Reduce speed in an a hurry and not gain altitude

Discussion in 'Pilot Training' started by WannFly, Sep 6, 2019.

  1. WannFly

    WannFly En-Route

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    what is the best trick to reduce speed in a hurry, say from 100 kts to 60 or so and not gain altitude?

    background, the other day I was going to KJKJ (Moorhead) and had a mooney up my arse, I tried to maintain as much forward speed as possible, eventually slowed down to 70 on final. end result, the mooney had to do a 360 on final for separation. I kinda felt bad since I personally don't like circling at low altitude on short final, so it made me think... if I had tried to go to 65 from 100 I would have gained some altitude, I did gain some when I tried to slow down in a hurry to 70.

    thoughts? something that I can practice at altitude so this doesn't happen to the faster plane following me.

    yah she could have slowed down earlier, but my question is what I could have done better
     
  2. jordane93

    jordane93 Final Approach

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    Is this a trick question? Reduce throttle and add flaps and/or gear or make a turn
     
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  3. Grum.Man

    Grum.Man En-Route

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    Steep turn
     
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  4. kkoran

    kkoran Cleared for Takeoff

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    Why was the Mooney so close?
     
  5. Grum.Man

    Grum.Man En-Route

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    After reading the rest of your question there is a better answer for the situation. He should have extended his down wind leg for spacing.

    In other scenarios someone flying a complex aircraft can go to fine pitch on the prop to help slow down, s turn, or any maneuver to puts G loading on the airplane.
     
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  6. Kansas Flyer

    Kansas Flyer Pre-takeoff checklist

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  7. MIFlyer

    MIFlyer Line Up and Wait PoA Supporter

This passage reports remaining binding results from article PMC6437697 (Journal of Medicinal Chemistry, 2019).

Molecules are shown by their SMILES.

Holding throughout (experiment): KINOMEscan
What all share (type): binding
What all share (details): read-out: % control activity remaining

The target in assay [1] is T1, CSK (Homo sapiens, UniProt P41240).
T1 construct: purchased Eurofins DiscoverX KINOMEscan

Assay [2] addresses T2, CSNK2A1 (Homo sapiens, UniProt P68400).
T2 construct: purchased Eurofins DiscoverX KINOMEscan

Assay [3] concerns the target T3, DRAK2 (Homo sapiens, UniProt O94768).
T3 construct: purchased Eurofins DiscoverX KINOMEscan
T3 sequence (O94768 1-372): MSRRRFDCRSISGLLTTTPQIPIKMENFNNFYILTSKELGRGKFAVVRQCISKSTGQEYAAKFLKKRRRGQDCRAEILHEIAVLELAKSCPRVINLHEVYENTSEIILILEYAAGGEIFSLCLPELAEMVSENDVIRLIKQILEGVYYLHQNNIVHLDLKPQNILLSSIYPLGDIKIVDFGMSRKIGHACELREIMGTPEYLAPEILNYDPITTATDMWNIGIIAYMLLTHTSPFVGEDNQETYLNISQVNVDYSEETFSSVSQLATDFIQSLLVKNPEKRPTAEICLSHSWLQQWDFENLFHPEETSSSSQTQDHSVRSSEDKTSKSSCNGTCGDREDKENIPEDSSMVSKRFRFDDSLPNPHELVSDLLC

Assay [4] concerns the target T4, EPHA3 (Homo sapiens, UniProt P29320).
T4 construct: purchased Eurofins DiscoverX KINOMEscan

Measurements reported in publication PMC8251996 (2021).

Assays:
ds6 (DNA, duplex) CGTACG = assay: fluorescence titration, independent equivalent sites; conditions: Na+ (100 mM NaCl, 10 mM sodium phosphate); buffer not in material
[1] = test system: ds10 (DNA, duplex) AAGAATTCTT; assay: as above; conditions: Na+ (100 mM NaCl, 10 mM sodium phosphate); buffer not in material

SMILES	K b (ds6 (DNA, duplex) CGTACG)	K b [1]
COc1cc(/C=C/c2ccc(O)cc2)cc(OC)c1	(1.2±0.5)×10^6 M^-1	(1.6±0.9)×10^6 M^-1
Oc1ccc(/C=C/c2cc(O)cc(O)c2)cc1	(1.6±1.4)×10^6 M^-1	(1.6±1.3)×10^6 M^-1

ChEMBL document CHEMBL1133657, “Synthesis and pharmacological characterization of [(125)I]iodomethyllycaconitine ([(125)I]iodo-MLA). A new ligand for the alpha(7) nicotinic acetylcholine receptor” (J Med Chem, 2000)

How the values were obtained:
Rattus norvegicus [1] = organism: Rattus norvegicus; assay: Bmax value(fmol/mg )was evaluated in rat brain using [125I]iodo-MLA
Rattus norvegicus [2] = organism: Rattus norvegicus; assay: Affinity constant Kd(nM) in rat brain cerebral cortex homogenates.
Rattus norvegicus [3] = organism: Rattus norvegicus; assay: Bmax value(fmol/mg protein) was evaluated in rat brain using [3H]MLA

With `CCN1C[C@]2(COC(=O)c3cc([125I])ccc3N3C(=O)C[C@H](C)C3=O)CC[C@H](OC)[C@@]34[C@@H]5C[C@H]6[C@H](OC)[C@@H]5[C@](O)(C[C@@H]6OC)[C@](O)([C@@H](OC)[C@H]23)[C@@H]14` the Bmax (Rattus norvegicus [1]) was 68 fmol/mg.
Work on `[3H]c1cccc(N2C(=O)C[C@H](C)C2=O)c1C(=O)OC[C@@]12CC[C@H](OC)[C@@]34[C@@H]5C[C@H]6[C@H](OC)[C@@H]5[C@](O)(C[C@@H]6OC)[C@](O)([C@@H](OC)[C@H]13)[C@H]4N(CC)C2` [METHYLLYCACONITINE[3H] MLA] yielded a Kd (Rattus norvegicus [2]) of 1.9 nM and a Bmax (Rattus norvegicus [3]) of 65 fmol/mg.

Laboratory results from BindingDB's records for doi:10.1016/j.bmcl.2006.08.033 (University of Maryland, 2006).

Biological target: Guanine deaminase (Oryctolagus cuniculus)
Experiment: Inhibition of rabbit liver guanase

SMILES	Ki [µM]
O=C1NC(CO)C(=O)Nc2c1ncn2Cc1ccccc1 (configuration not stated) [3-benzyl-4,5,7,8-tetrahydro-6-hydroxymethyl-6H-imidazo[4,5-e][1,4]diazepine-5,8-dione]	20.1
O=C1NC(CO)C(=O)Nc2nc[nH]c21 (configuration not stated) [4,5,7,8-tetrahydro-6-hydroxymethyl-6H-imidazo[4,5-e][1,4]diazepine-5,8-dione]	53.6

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    Correct, IMO

    1. Far out from the airport (5 miles out), maybe let him pass you?
    2. once in the pattern, you're being cool by keeping up the highest safe speed you can, but he is responsible for not running you over and should have extended downwind
    3. once you're ready to slow down, reduce power, ensure you're in the white arc, extend flaps and if needed slip. Not sure what you're flying but in a 172/182 I can slow down and go down pretty freakin' dramatically with a combo of these tactics
     
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  8. Bill Watson

    Bill Watson Pattern Altitude

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    You limited to reduced power and increased drag if you intend to continue to the runway. The monkey is on the Mooney driver who has S-turns or a 360 in addition to the other stuff.

    But the key is to not pay too much attention to the Mooney’s problem and just land the plane.

    Generally speaking, a steep turn with some G is very effective but inappropriate on final.


    Sent from my iPad using Tapatalk Pro
     
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  9. champ driver

    champ driver Line Up and Wait

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    For me, kick it sideways in a slip.
     
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  10. Capt. Geoffrey Thorpe

    Capt. Geoffrey Thorpe Touchdown! Greaser! PoA Supporter

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    Me Three.